`grep()`command:

grep("Fumb", AllBig$Detail, ignore.case=TRUE)I labeled each play as Late or not according to whether it happened after the rule change:

AllBig$Late <- ifelse(AllBig$Year > 2006, 1, 0)Now for the analysis. My data set has 7558 plays including 145 fumbles (1.9%). I used the mosaic package and the

`tally()`command to see how often teams other than the Patriots fumble:

require(mosaic) tally(~Fumble+Late, data=filter(AllBig,Pats==0))

Late Fumble 0 1 0 2588 2919 1 54 65Then I asked for the data in proportion terms:

tally(Fumble~Late, data=filter(AllBig,Pats==0))and got

Late Fumble 0 1 0 0.9796 0.9782 1 0.0204 0.0218For non-Pats there is a tiny increase in fumbles. This can be displayed graphically using a mosaiplot (though it's not a particularly compelling figure).

`mosaicplot(Fumble~Late, data=filter(AllBig,Pats==0))`Repeating this for the Patriots shows a different picture:

tally(~Fumble+Late, data=filter(AllBig,Pats==1)) Late Fumble 0 1 0 996 910 1 19 7 tally(Fumble~Late, data=filter(AllBig,Pats==1)) Late Fumble 0 1 0 0.98128 0.99237 1 0.01872 0.00763I fit a logistic regression model with the glm() command:

`glm(Fumble~Late*Pats, family=binomial, data=AllBig)`

Coefficients: Estimate Std. Error z value Pr(>|z|) (Intercept) -3.8697 0.1375 -28.14 <2e-16 *** Late 0.0650 0.1861 0.35 0.727 Pats -0.0897 0.2693 -0.33 0.739 Late:Pats -0.9733 0.4819 -2.02 0.043 *I wanted to control for any weather effect, so I coded the weather as Bad if it was raining or snowing and good if not. This led to a model that includes BadWeather and Temperature – which turn out not to make much of a difference:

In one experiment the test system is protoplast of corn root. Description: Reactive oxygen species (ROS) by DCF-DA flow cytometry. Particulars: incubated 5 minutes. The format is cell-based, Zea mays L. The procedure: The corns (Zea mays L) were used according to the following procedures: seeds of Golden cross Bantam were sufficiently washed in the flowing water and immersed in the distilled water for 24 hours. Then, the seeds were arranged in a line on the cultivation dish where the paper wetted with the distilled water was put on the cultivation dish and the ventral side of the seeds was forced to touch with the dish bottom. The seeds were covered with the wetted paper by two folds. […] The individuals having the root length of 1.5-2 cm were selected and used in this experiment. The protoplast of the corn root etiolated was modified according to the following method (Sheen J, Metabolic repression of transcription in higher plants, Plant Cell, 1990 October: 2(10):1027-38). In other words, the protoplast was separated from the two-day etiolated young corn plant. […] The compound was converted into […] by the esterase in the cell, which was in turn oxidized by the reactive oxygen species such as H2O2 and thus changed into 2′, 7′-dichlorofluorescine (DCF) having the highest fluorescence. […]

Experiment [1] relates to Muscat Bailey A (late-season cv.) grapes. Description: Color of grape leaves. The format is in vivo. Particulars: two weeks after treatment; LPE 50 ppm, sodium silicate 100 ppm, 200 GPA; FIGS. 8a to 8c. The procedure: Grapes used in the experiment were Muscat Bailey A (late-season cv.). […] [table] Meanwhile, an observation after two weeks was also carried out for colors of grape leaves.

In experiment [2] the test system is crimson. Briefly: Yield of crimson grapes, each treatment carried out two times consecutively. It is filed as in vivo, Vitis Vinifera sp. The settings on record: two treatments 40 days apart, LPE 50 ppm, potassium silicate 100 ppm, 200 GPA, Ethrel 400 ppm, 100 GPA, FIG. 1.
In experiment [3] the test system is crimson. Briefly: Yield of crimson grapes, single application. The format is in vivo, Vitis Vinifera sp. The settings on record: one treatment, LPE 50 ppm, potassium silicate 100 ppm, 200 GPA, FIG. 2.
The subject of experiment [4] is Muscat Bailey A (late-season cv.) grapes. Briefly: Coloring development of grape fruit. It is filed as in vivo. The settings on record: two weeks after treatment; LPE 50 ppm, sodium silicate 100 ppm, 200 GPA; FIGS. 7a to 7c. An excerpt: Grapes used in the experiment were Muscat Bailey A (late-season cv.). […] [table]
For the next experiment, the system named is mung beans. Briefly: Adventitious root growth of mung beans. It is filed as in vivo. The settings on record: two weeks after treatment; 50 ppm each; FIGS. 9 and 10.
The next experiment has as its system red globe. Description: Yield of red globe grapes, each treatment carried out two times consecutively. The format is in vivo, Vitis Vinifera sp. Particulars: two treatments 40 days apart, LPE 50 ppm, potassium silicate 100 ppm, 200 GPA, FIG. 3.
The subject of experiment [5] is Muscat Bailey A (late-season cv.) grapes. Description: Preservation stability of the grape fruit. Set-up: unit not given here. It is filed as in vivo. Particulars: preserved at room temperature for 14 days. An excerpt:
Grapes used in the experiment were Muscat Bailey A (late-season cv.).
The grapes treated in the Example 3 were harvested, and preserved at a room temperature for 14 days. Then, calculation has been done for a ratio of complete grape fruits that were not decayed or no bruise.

AllBig$BadWeather <- ifelse(AllBig$Weather %in% c("drizzle","rain","snow"), 1, 0) glm(formula = Fumble ~ BadWeather + Temp + Late * Pats, family = binomial, data = AllBig) Coefficients: Estimate Std. Error z value Pr(>|z|) (Intercept) -4.23344 0.43164 -9.81 <2e-16 *** BadWeather 0.33259 0.29483 1.13 0.26 Temp 0.00512 0.00612 0.84 0.40 Late 0.08871 0.18750 0.47 0.64 Pats -0.14183 0.27536 -0.52 0.61 Late:Pats -0.91062 0.48481 -1.88 0.06 .Because there was suspicion that something changed starting in 2007 I added a three-way interaction:

glm(formula = Fumble ~ BadWeather + Temp + IsAway * Late * Pats, family = binomial, data = AllBig) Coefficients: Estimate Std. Error z value Pr(>|z|) (Intercept) -4.51110 0.47707 -9.46 <2e-16 *** BadWeather 0.34207 0.30013 1.14 0.254 Temp 0.00831 0.00653 1.27 0.203 IsAway 0.14791 0.27549 0.54 0.591 Late 0.13111 0.26411 0.50 0.620 Pats -0.80019 0.54360 -1.47 0.141 IsAway:Late -0.07348 0.37463 -0.20 0.845 IsAway:Pats 0.94335 0.63180 1.49 0.135 Late:Pats 0.51536 0.71379 0.72 0.470 IsAway:Late:Pats -3.14345 1.29480 -2.43 0.015 *There is some evidence here that the Patriots fumble less than the rest of the NFL and that things changed in 2007. The p-values above are based on asymptotic normality, but there is a cleaner and easier way to think about the Patriots’ fumble rate. I wrote a short simulation that mimics something I do in my statistics classes, where I use a physical deck of cards to show what each step in the R simulation is doing.

#Simulation of deflategate data null hypothesis Late = rep(1,72) #creates 72 late fumbles Early = rep(0,73) #creates 73 early fumbles alldata = append(Late,Early) #puts the two groups together table(alldata) #check to see that we have what we want cards =1:length(alldata) # creates 145 cards, one "ID number" per fumble FumbleLate = NULL # initializes a vector to hold the results for (i in 1:10000){# starts a loop that will be executed 10,000 times cardsgroup1 = sample(cards,119, replace=FALSE) # takes a sample of 119 cards cardsgroup2 = cards[-cardsgroup1] # puts the remaining cards in group 2 NEPats = (alldata[cardsgroup2]) #reads the values of the cards in group 2 FumbleLate[i] = sum(NEPats) # counts NEPats late fumbles (the only stat we need) } table(FumbleLate) #look at the results hist(FumbleLate, breaks=seq(2.5,23.5)) #graph the results sum(FumbleLate <= 7)/10000 # How rare is 7 (or fewer)? Answer: around 0.0086Additional note: kudos to Steve Taylor for the following graphical depiction of the interaction.

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